avila1_bryan-grossmanCCWhile she was born in Mexico, Yolanda Avila’s family has had ties to Colorado Springs since the late 1950s. The city councilor represents District 4 on the Southeast side, an area with which she is entirely familiar.

Avila’s father spent 21 years in the Army and was stationed at Fort Carson on more than one occasion. Avila attended local elementary and middle schools and is a graduate of Mitchell High School. She attended Pikes Peak Community College and earned her degree from Colorado College, where she studied economics and political science.

Avila (and dog, Puma), a resident of 80910, spoke with the Business Journal about her district, her challenges and her commitment to her constituents.

What’s your history with Colorado Springs?

Well, I was born in Mexico. My mom did the opposite of what some would expect — when she was pregnant she would leave the U.S. when she could and go to Mexico to have her children. … There was a lot of racism at the time — people had to drink from separate water fountains and were segregated in public places. My mom didn’t like that.

My parents were living in Garden City, Kan., which is where my dad had been born and raised. … He got a letter from Uncle Sam and was drafted into the Army. He was based at Fort Carson for the first time when I was 3 years old and my mom fell in love with the Springs. She said it would be our home base.

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I’m not a native here, but I sure feel like one.

What was your first job out of college?

I graduated during a recession and looked everywhere for a job. There was a receptionist position with the Chamber of Commerce that I applied for and was told I would be bored to tears. I ended up going to Denver and worked … helping women on public assistance get into job training or into a job with benefits. I was in Denver until 1989.

Then what?

I went to law school in Michigan for a year and I did not like it. … So I went to Orange County, Calif., in 1990. Every job I applied for, I was offered. It was so different from here. I had been working as a temp at a machine shop doing administrative stuff. They really wanted me to stay, but I said I applied for a job with the county as a criminal defense investigator.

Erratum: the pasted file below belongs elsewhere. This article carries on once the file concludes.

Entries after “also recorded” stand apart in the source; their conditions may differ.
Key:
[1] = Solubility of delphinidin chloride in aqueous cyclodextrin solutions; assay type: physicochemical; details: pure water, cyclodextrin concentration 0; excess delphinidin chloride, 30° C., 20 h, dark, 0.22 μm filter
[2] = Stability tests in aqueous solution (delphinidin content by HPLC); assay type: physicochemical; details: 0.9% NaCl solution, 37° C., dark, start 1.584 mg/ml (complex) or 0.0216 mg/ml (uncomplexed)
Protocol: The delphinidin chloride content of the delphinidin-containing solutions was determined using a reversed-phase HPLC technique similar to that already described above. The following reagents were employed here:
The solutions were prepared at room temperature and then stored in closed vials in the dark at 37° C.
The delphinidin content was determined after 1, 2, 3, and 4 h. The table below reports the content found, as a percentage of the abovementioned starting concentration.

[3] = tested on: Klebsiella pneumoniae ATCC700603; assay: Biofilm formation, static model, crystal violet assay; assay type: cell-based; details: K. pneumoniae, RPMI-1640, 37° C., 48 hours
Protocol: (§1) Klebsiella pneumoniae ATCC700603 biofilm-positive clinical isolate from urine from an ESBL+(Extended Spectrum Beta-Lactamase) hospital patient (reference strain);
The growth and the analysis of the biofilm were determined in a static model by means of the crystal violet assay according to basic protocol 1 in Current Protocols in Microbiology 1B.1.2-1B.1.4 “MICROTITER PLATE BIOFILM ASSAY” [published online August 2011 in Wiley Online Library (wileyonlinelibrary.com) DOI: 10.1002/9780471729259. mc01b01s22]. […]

They laughed.

“You have to know somebody,” they said. “You’re from Colorado. You don’t know anybody.”

Three weeks later I was offered the job.

What was that job like?

I loved it. I couldn’t wait to go to work — kind of like now. In 1995 I’d been promoted and bought a new Toyota Camry with a sunroof. I was working out of Newport Beach and remember looking up at the palm trees and thinking all my hard work paid off. I had money in my pocket, a new ride. What else could you want?

But in 1998 I got the diagnosis that I was going to go blind. I was diagnosed with retinitis pigmentosa, where the cells in my retina gradually deteriorate.

I gave my daughter my car keys. I had already gone down a couple one-ways the wrong way.

For the first couple years I was in a fog. I didn’t know the life of a person with a disability. But I learned I’m more than my five senses — I’m the depth and breadth of all my experiences and they’re still there.

Has losing your vision impacted your sense of social responsibility?

What made the transition [to blindness] easier in California was that every street and sidewalk was completely accessible. Buses ran every 10 or 15 minutes. I didn’t have to go on disability and move back in with my mom in the Springs. But I came back to the Springs to retire in August 2011 and a third of the city lights were out. Buses were only running Monday through Friday and they were done by 5:30 p.m. The sidewalks were horrible or nonexistent.

I was like, “What happened to my city?”